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Sterile Medflies Begin Invading Infested Area : Agriculture: Planes release 38 million over Granada Hills. Officials hope the crop pests die out after mating with the insects.


What a long, strange trip it was Tuesday for 38 million sterile Medflies.

First, they were immobilized by being chilled to 38 degrees. Then they were packed into twin-engine airplanes and flown to a point 1,000 feet above the San Fernando Valley.

Once positioned over a 36-square-mile area centered on Granada Hills, the flies were released from the aircraft through specially designed dispensers. Caught in the warmer air from the plane's slipstream, "they literally thawed out and flew off," said Larry Hawkins, a spokesman for the Cooperative Medfly Project.

The 38 million were the first wave of an invasion of sterile Medflies intended to help wipe out an infestation of the crop-destroying pests in Granada Hills, the first such outbreak in the Valley since 1990. Another 4 million were released on the ground Tuesday.

Agricultural officials, who have also imposed a fruit and vegetable quarantine on a 76-square-mile area, expect to release 42 million sterile flies a week for at least the next eight months. The sterile flies' mission is to overwhelm their sexual competitors in mating with wild flies. Because matings with the sterile flies produce no offspring, the wild flies are supposed to die out.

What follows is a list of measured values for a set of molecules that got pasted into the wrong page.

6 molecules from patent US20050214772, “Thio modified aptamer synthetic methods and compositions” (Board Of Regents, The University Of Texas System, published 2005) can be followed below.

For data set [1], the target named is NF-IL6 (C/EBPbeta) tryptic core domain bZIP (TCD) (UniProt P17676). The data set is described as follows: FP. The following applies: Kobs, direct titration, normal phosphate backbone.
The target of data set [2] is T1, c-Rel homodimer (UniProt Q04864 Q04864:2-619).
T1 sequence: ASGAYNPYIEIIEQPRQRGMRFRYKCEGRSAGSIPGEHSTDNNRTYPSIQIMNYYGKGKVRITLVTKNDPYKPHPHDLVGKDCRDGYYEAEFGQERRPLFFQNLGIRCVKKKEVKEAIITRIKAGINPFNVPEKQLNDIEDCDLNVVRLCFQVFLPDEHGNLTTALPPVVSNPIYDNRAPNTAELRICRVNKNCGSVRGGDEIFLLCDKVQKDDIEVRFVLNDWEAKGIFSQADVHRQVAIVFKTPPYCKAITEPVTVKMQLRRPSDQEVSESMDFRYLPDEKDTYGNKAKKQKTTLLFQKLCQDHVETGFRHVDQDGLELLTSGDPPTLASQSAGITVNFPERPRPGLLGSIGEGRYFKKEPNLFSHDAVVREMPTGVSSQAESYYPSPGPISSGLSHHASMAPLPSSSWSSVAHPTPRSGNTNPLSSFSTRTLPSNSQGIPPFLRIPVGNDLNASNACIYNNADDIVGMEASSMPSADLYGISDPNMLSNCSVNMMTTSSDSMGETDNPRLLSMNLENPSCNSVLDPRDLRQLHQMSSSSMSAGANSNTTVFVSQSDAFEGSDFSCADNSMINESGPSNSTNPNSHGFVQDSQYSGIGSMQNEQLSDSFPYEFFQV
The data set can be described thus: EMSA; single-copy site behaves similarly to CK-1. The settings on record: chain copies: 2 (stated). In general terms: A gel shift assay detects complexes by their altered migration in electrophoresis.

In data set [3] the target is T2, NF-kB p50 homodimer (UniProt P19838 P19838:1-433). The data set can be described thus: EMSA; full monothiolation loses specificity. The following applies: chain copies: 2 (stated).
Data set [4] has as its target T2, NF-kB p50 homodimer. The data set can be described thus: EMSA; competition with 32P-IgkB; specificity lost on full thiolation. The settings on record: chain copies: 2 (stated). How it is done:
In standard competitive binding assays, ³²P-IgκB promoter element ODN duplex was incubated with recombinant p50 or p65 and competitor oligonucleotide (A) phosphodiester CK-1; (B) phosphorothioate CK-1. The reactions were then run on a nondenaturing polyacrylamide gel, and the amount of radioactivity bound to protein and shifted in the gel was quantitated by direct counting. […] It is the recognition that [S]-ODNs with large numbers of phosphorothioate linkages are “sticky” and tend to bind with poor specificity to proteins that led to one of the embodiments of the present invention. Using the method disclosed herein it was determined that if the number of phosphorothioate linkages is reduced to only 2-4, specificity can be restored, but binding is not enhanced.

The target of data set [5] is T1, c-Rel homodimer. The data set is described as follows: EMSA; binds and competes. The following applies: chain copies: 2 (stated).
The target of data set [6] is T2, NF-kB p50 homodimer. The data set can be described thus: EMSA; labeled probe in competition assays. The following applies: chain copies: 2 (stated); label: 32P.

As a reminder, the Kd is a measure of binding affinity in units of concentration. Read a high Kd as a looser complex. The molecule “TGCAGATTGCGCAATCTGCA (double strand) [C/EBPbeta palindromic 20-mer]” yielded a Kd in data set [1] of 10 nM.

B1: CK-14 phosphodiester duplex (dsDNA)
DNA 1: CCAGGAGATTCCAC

Considering that only 36 wild flies have so far been found in Granada Hills and Mission Hills, the first batch of 42 million sterile flies might seem sufficient to do the job. But Hawkins explained that there is no guarantee that all the wild flies have been trapped or that they will all mate with the first few million sterile flies.

"We have to be guided by the biology of the pest," he said. "You have to have a sustained release for a long period of time to make sure the program is effective. All you have to miss is two wild flies and you have a population of new flies building."

The area being aerially inundated by sterile flies includes all or part of the communities of Porter Ranch, San Fernando, Sylmar, Mission Hills, Granada Hills and Northridge.

The Medfly is a major threat to California agriculture. Although eradication efforts are expensive--the one conducted in 1989-90 cost $66 million--Hawkins stressed that they are "definitely cheaper than jeopardizing an $18-billion industry."

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